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Publication numberUS7888584 B2
Publication typeGrant
Application numberUS 10/652,474
Publication dateFeb 15, 2011
Filing dateAug 29, 2003
Priority dateAug 29, 2003
Fee statusPaid
Also published asUS8319091, US20050045224, US20110139215
Publication number10652474, 652474, US 7888584 B2, US 7888584B2, US-B2-7888584, US7888584 B2, US7888584B2
InventorsRobert M. Lyden
Original AssigneeLyden Robert M
Export CitationBiBTeX, EndNote, RefMan
External Links: USPTO, USPTO Assignment, Espacenet
Solar cell, module, array, network, and power grid
US 7888584 B2
Abstract
The present invention teaches a solar cell, a solar module, a solar array, a network of solar arrays, and also a solar power grid suitable for providing power for industrial, residential and transportation use. A solar cell or solar module including a plurality of solar cells can be made in a structure configured to have the appearance of natural foliage. Accordingly, a solar array including a plurality of solar modules each including at least one solar cell can be made to resemble a palm tree, a deciduous tree, an evergreen tree, or other type of natural foliage. A network of solar arrays can be made to resemble a row or grove of palm trees, and thus meet the functional and aesthetic demands of landscape architecture. The network of solar arrays can extend for many miles alongside roads, highways, railways, pipelines, or canals, and can further include means for storing and transmitting electric power. In particular, a network of solar arrays can be in communication with recharging stations for use by electric and hybrid transportation vehicles. Accordingly, a network of solar arrays can form at least a portion of a solar power grid.
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Claims(44)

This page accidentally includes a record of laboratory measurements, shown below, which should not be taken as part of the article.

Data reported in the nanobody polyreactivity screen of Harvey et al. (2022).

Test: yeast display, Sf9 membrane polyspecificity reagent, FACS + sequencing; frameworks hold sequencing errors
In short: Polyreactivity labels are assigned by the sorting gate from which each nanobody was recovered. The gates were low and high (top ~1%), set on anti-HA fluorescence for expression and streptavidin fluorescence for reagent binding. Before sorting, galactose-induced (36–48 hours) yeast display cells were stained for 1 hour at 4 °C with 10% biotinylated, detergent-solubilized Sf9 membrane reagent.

1. A solar array comprising a structure configured to resemble a palm tree comprising at least one trunk portion and at least one layer comprising a plurality in the range between 5 and 10 solar modules, said solar modules being equally spaced about the circumference of said at least one trunk portion in a non-overlapping configuration, each solar module being configured to resemble a palm frond including a stem portion and a blade portion, said stem portion extending from said at least one trunk portion, said blade portion having a top side, a bottom side and an edge, said blade portion including at least one solar cell having a working surface area for capturing sunlight and for providing an electrical energy output, wiring coupled to said plurality of solar modules for conducting said electrical energy output, and at least one mechanical fastener for securing said solar array in an upright position, said at least one trunk portion comprising a plurality of receptacles for receiving and coupling with the stem portions of said solar modules configured to resemble palm fronds, and said receptacles providing points of access to said wiring.
2. The solar array according to claim 1, wherein said blade portion includes a plurality of notches.
3. The solar array according to claim 1, wherein said stem portion is integral to said solar module.
4. The solar array according to claim 1, wherein said blade portion comprises a textured surface.
5. The solar array according to claim 1, wherein said solar array provides an electrical energy output and further comprising means for storing energy connected to said wiring.
6. The solar array according to claim 5, wherein said means for storing energy comprises a battery.
7. The solar array according to claim 5, wherein said means for storing energy comprises a capacitor.
8. The solar array according to claim 1, further comprising at least one electronic component selected from the group of electronic components consisting of a diode, a capacitor, a sensor, a controller, a chip, and a transistor.
9. The solar array of claim 1, said working surface area of said solar module having a periphery comprising a shape resembling said blade portion, said periphery being separate from said edge of said blade portion.